A rewrite of Buda’s Unified Development Code (UDC) is on the horizon as city leaders look to balance the city’s small town charm while accommodating for future housing needs.
Buda is gathering public input on the UDC rewrite, according to Chance Sparks, interim assistant city manager.
In an interview, Sparks detailed the development process and which parts of the process Buda could tailor more specifically to its vision.
Sparks said if a city’s building and development codes are written in a way that allows developers to build homes with high profit margins, many developers will take advantage of it and build large square footage single-family homes or apartment complexes.
According to Sparks, a developer can build a neighborhood like Whispering Hollow on land that has been zoned medium residential.
Homes with a smaller lot size footprint, like the ones found in Bradfield Village, can be built on land zoned high density residential.
Sparks said the Unified Development Code supports the types of housing sought by city residents. For city codes to change, the residents have to get involved.
“We need citizen input to change housing codes (in Buda),” Sparks said.
Sparks said city codes cannot establish a price point for homes, but they can introduce specific guidelines pertaining to building style and architectural design.
“Under the new code, we are trying to create some standards for quality type development to determine the design, the materials and trying to get away from the ‘McMansion’ feeling,” Sparks said.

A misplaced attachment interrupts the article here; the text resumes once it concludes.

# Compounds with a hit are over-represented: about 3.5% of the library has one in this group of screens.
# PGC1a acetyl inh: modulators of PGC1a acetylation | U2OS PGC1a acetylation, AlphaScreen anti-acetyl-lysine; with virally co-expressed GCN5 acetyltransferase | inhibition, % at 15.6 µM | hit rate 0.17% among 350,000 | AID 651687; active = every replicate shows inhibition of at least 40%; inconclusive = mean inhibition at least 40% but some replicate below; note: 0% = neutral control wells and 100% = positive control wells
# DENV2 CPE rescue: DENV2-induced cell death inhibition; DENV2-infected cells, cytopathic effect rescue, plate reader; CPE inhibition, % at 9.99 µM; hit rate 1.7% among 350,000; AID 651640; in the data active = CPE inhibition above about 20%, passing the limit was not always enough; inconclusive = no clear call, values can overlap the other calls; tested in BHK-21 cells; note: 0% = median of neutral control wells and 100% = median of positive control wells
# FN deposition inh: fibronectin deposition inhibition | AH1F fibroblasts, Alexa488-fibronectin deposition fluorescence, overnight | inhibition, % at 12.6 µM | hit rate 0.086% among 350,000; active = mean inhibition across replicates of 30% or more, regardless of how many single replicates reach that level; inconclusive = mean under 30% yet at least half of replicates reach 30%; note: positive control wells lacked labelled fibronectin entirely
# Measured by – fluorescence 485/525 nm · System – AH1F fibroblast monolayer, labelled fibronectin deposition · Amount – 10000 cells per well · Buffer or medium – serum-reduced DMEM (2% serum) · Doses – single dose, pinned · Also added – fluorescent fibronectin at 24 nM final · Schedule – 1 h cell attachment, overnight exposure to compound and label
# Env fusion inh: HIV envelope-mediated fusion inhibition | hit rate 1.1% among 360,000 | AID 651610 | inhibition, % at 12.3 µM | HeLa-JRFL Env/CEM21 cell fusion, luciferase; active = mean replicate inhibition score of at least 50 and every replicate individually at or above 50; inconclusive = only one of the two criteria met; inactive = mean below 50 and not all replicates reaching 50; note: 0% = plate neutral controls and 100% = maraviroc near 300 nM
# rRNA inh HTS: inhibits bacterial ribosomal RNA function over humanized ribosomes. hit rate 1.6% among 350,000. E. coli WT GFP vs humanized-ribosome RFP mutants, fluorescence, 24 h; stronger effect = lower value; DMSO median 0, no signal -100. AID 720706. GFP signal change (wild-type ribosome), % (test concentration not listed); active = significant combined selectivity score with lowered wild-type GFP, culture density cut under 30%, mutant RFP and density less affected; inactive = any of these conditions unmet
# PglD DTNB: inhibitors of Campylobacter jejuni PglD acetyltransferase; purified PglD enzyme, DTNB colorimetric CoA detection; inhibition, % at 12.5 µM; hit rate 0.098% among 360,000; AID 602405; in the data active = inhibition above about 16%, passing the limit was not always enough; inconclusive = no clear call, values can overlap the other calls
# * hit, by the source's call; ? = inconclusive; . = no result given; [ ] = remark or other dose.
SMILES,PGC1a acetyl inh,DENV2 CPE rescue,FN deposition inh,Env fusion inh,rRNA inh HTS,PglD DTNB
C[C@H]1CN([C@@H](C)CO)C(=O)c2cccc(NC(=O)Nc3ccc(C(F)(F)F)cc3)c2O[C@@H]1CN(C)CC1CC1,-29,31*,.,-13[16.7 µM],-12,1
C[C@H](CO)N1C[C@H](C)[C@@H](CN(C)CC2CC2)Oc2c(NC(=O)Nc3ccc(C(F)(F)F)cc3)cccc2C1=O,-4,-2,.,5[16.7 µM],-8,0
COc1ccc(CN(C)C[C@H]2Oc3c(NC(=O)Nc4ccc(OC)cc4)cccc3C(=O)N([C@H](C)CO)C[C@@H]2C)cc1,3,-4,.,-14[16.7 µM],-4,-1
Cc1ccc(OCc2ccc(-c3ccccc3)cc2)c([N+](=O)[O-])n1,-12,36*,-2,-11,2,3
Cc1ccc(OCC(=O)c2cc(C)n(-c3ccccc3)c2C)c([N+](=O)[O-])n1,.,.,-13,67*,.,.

According to Sparks, Buda residents may benefit from a form based code that requires the developer to submit not only the preliminary plan that includes the construction of roads and utilities, but the housing designs as well.
Market trends, however, ultimately determine what kinds of houses are selling.
The biggest housing markets in this area, San Antonio and Austin, determine what kinds of houses developers in Kyle, Buda, San Marcos and other areas are going to build.
The current market trend for housing in this area allows builders to build homes costing $250,000 and up. The concern is many families can’t afford homes in that price range but would be more inclined toward homes in the $180,000 to $200,000 range.
Earlier this year, the city attempted to gather input from the public via its housing action plan survey. Due to the survey’s ineffectiveness, however, city leaders pulled the survey.
According to Sparks, one reason the housing survey fell flat was due to the misconception behind Section 8 housing, as well as confusion with the word “affordable.”
Section 8 distinction means that a homeowner decided to rent out their home and apply for the Section 8 voucher to help the tenant pay rent, Sparks said. He said Section 8 housing could be anywhere and everywhere.
According to Sparks the City has not abandoned its goal of community outreach regarding the Housing Action Plan but is currently consulting the Housing Action Plan Committee on a viable strategy for community involvement.
“A trending shrinking family size has created a demand for other types of housing in Buda and we (the City) want to make sure that the residents who want to live and stay in Buda can afford to do so no matter what stage of life they’re in,” Sparks said.